BATHYRA


BATHYRA
BATHYRA, place in the toparchy of Batanea (i.e., bashan , east of Golan) founded by Jewish military settlers from Babylonia. Desirous of defending his borders from attacks by the neighboring Trachonites, herod decided to settle a large number of Jews in the area of Bathyra with the further intention that it would serve also as a base for his own military offensives. Upon learning that zamaris , a Jew from Babylon, had crossed the Euphrates with five hundred horsemen and was staying near Antioch under the patronage of Saturninus, the governor of Syria, Herod offered them the territory for the proposed buffer-zone, promising to rescind all taxes and tributes. The Babylonians took possession of the land, building fortresses and a village named Bathyra. The settlers defended not only the local population from Trachonite brigandage, but also Jewish pilgrims from Babylonia on their way to Jerusalem. The family of Zamaris became a major ally of Herod, supporting his policies as well as those of the two Agrippas. Although Bathyra remained their base, members of the family also resided throughout the neighboring territories. Relatives of Philip, grandson of Zamaris, were among the prominent residents of Gamala at the beginning of the Roman War (66 C.E.). Philip played a vital if somewhat ambiguous part during that uprising, as well as in the events in Jerusalem on the eve of the outbreak of the war in 66. It was his task to secure Batanea from insurrection against Agrippa II and the Romans. Numerous scholars have made the connection between Bathyra and the rabbis referred to in the Talmud as "the sons of bathyra ," who held high offices in Jerusalem until they were superseded by Hillel. However, it is improbable that there was any connection between the warriors of Bathyra and the rabbinical "sons of Bathyra." -BIBLIOGRAPHY: Jos., Ant., 17:23ff.; Jos., Life, 46ff., 177ff.; H. Graetz, in: MGWJ, 1 (1851), 115ff.; Stern, in: Tarbiz, 35 (1965/66), 251–3; Neusner, Babylonia, 1 (1965), 38ff. (Isaiah Gafni)

Encyclopedia Judaica. 1971.

Look at other dictionaries:

  • BATHYRA, SONS OF — (according to TB; in TJ known as Elders of Bathyra ), members of a famous Jewish family who were prominent from the first century B.C.E. to the second century C.E. Some scholars conjecture that the family was named after the city of bathyra in… …   Encyclopedia of Judaism

  • Judah ben Bathyra — or simply Judah Bathyra (also Beseira, Hebrew: יהודה בן בתירא) was an eminent tanna. He must have lived before the destruction of the Temple, since he prevented a pagan in Jerusalem from partaking of the Paschal offering. Thereupon he received… …   Wikipedia

  • JUDAH BEN BATHYRA — JUDAH BEN BATHYRA, tanna of the second century C.E. He was apparently a student of Eliezer b. Hyrcanus and joshua b. hananiah (Pes. 3:3; Eduy. 8:3; Neg. 9:3, 11:7), and an associate of Akiva (Kelim 2:7) and Tarfon (Peah 3:6). His name is… …   Encyclopedia of Judaism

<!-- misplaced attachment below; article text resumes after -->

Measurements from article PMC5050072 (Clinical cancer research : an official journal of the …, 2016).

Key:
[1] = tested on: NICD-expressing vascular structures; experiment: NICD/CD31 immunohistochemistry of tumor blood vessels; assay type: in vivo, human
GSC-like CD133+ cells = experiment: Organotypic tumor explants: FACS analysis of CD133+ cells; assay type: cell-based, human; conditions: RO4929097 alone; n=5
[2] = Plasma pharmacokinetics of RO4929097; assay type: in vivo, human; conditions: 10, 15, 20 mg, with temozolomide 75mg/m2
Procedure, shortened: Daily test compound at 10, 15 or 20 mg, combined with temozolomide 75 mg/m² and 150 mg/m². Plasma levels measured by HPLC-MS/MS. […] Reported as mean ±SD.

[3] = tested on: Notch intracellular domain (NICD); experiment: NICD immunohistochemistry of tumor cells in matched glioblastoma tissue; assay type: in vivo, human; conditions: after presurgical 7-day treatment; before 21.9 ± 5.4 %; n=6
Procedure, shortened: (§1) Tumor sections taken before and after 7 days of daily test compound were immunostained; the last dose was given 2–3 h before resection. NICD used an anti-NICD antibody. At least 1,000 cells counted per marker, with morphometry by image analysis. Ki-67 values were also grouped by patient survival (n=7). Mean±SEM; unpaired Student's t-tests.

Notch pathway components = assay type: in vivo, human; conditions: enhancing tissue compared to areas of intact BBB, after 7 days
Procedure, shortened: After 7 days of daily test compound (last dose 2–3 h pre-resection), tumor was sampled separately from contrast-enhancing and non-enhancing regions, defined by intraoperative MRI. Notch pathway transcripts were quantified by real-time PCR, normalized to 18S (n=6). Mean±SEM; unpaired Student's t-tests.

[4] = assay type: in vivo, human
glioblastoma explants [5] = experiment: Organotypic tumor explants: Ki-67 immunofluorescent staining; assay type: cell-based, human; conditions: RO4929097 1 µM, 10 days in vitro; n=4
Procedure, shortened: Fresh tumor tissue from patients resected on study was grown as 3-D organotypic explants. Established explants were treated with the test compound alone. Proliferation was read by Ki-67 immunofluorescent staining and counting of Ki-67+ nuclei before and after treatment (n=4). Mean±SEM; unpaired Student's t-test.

• Juda ben Bathyra — Juda (ben) Bathyra (hébreu : רבי יהודה בן בתירא Rabbi Yehouda ben Bateira) est un éminent docteur de la Mishna de la première génération, antérieure à la destruction du second Temple de Jérusalem, en 70 EC. Éléments biographiques Les seuls… …   Wikipédia en Français

  • PHILIP OF BATHYRA — (first century C.E.), son of Jacimus and grandson of Zamaris, rulers of Bathyra in the district of Trachonitis. He was a friend of Agrippa II, who appointed him commander of the army in Bathyra. Josephus describes him as excelling in combat and…… …   Encyclopedia of Judaism

  • Judah ben Bathyra II — (fl. 2nd cent)    Babylonian tanna, possibly the grandson of Judah ben Bathyra I. He was born in Rome and studied in Palestine. Subsequently he went to Babylon and settled in Nisibis. At the time of the Hadrianic persecutions, he was regarded as… …   Dictionary of Jewish Biography

  • Philip of Bathyra — (1st century)    Judean military commander. The village and fortress of Bathyra in Trachonitis (part of the Golan Heights) were founded by Philip’s grandfather and guarded the pilgrim route from Babylonia to Jerusalem. When the revolt against the …   Who’s Who in Jewish History after the period of the Old Testament

  • Judah ben Bathyra I — (fl. 1st cent)    Babylonian tanna. He lived in Jerusalem in his youth, but left Palestine before the destruction of the Temple and settled in Nisibis in Babylon …   Dictionary of Jewish Biography

  • Chazal — Rabbinical Eras Chazal Zugot Tannaim Amoraim Savoraim Geonim Rishonim Acharonim For the 20th Century writer, see Malcolm de Chazal. Chazal or Ḥazal (Hebrew: חז ל‎) is an acronym for the Hebrew Ḥakhameinu Zikhronam Liv rakha , (ח …   Wikipedia

  • Batanée — La Batanée[1] actuellement Al Bathaniya[2] est une plaine fertile du sud de la Syrie actuelle. À l est du Golan à l ouest de la Trachonitide et au nord de l Auranitide qui est la région frontalière avec la Jordanie. C est une partie de l ancien… …   Wikipédia en Français


Share the article and excerpts

Direct link
Do a right-click on the link above
and select “Copy Link”

We are using cookies for the best presentation of our site. Continuing to use this site, you agree with this.